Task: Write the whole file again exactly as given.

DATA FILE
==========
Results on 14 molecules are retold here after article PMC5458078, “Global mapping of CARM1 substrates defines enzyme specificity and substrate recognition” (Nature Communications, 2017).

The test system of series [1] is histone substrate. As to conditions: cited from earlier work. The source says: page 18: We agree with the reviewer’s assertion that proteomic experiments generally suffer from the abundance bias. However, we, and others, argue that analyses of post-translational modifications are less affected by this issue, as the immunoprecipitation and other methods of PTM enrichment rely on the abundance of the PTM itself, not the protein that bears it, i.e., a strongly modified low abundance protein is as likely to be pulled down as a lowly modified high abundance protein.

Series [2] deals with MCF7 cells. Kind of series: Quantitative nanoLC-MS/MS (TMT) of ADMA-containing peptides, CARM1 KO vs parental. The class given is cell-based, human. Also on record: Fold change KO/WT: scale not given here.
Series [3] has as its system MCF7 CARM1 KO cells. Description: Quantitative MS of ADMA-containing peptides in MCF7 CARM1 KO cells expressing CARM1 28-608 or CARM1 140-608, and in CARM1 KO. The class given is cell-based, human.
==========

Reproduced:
Results on 14 molecules are retold here after article PMC5458078, “Global mapping of CARM1 substrates defines enzyme specificity and substrate recognition” (Nature Communications, 2017).

The test system of series [1] is histone substrate. As to conditions: cited from earlier work. The source says: page 18: We agree with the reviewer’s assertion that proteomic experiments generally suffer from the abundance bias. However, we, and others, argue that analyses of post-translational modifications are less affected by this issue, as the immunoprecipitation and other methods of PTM enrichment rely on the abundance of the PTM itself, not the protein that bears it, i.e., a strongly modified low abundance protein is as likely to be pulled down as a lowly modified high abundance protein.

Series [2] deals with MCF7 cells. Kind of series: Quantitative nanoLC-MS/MS (TMT) of ADMA-containing peptides, CARM1 KO vs parental. The class given is cell-based, human. Also on record: Fold change KO/WT: scale not given here.
Series [3] has as its system MCF7 CARM1 KO cells. Description: Quantitative MS of ADMA-containing peptides in MCF7 CARM1 KO cells expressing CARM1 28-608 or CARM1 140-608, and in CARM1 KO. The class given is cell-based, human.